The system 700 includes a constant power area (CPA) 704 and a switched power area (SPA) 708. The constant power area 704 includes an inactive state power reduction manager (ISPRM) 720 for saving power during periods of inactivity and a memory 770. The ISPRM 720 employs scan circuitry to perform a state save and a state restore. It is noted that when the memory 770 is a non-volatile memory, memory 770 can be disposed in the switched power area 708.
  • [0098]
    The switched power area 708 includes a plurality of components 710 (e.g., application specific integrated circuits (ASICs)). Each component 710 has internal scan circuitry and is capable of being scanned. For example, each component may include a test and access port (TAP) 714 through which state information can be accessed. The TAP 714 typically accommodates a plurality of signals that can include, for example, a serial-in signal, a serial-out signal, a test clock, and a test mode select signal that are known to those of ordinary skill in the art.
  • [0099]
    The test and access port (TAP) 714 can, for example, be compliant with the IEEE 1149.1 Standard Test Access Port and Boundary Scan Architecture, or other scan architecture. It is noted that any form of scan (e.g., JTAG) can be utilized, as long as the scan provides access to the internal scan chains of the components 710.
  • [0100]
    The ISPRM 720 selectively places the components 710 into a power save mode. For example, the ISPRM 720 can assert a power save mode signal 722 to place the components 710 into a power save mode. When in the power save mode, the ISPRM 720 utilizes a scan in path 740, a scan control path 744, and a scan out path 748 to retrieve state information from each component 710 and to restore state information to each component 710.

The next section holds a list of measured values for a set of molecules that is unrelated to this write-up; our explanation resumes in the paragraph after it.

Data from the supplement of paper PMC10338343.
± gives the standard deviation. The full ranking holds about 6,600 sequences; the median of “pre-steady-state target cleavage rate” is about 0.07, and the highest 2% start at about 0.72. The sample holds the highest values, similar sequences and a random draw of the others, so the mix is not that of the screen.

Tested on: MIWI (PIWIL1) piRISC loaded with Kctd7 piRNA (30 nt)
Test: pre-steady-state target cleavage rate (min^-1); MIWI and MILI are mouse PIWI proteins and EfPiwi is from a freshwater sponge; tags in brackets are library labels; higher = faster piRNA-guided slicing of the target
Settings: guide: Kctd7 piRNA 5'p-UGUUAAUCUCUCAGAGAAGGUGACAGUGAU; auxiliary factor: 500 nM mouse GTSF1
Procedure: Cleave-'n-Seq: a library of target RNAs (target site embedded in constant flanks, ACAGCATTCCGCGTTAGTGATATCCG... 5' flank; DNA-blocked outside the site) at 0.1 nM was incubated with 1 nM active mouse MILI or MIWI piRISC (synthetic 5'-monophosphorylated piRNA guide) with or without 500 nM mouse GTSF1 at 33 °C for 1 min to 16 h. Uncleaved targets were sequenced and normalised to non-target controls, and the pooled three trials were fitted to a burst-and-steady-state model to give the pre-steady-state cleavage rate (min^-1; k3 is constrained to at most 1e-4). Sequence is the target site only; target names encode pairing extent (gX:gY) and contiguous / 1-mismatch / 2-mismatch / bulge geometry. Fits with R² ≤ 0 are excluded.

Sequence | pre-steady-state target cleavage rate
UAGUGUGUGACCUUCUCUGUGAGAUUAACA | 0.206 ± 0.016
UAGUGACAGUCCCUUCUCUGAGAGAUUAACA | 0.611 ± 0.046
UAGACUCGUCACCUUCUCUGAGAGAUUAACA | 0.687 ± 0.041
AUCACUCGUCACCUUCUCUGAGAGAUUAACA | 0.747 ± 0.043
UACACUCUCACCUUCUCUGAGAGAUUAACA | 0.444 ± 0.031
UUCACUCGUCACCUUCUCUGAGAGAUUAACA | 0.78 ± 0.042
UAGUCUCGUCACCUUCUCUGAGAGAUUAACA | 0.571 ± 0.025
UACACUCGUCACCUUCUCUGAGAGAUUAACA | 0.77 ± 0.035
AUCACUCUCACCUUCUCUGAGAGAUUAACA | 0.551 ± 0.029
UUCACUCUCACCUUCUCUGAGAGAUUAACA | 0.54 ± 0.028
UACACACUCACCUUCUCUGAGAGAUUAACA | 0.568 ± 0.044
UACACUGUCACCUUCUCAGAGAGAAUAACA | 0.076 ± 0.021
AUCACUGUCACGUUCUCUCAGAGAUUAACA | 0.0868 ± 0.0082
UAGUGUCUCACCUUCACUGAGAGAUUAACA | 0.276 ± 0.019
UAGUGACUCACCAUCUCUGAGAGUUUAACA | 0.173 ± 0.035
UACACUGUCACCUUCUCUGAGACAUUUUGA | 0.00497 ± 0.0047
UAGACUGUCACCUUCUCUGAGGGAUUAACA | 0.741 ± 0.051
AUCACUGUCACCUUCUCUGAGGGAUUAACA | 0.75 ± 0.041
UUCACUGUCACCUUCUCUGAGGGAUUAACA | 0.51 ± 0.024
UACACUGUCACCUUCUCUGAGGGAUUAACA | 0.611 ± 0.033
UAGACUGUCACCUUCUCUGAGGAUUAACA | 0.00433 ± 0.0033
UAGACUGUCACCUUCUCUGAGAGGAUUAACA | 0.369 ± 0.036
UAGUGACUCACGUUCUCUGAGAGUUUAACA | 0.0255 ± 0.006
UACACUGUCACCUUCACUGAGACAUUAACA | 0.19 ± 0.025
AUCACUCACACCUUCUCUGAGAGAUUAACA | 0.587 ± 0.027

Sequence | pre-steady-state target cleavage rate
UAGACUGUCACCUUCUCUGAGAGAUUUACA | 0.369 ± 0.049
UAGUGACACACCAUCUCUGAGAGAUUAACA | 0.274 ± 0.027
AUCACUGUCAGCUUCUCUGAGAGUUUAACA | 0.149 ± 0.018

• [0101]
    For example, before removing power from the switched power area 708, the state information from each component 710 can be retrieved and stored into a memory 770. Similarly, before power is restored to the switched power area 708, the state information stored in the memory 770 can be written (i.e., restored) to the registers of the components 710.
  • [0102]
    The system 700 also includes a power switch 750, which can be, for example, a power field effect transistor (FET)). The ISPRM 720 selectively asserts a power switch control signal 724 for controlling the power switch 750. When the power switch 750 is on, the components 710 in the switched power area 708 have power. When the power switch 750 is off, the components 710 in the switched power 708 area are disconnected from power, thereby reducing power consumption for the board during inactive state (e.g., a period of inactivity).
  • [0103]